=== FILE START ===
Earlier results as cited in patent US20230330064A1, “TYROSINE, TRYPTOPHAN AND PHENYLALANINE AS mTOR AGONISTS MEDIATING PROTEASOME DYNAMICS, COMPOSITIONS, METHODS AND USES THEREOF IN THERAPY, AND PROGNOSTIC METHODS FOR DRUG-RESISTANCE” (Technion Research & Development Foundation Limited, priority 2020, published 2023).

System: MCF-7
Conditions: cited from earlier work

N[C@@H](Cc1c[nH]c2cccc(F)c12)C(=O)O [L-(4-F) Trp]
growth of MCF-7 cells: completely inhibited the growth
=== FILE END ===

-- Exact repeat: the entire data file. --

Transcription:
Earlier results as cited in patent US20230330064A1, “TYROSINE, TRYPTOPHAN AND PHENYLALANINE AS mTOR AGONISTS MEDIATING PROTEASOME DYNAMICS, COMPOSITIONS, METHODS AND USES THEREOF IN THERAPY, AND PROGNOSTIC METHODS FOR DRUG-RESISTANCE” (Technion Research & Development Foundation Limited, priority 2020, published 2023).

System: MCF-7
Conditions: cited from earlier work

N[C@@H](Cc1c[nH]c2cccc(F)c12)C(=O)O [L-(4-F) Trp]
growth of MCF-7 cells: completely inhibited the growth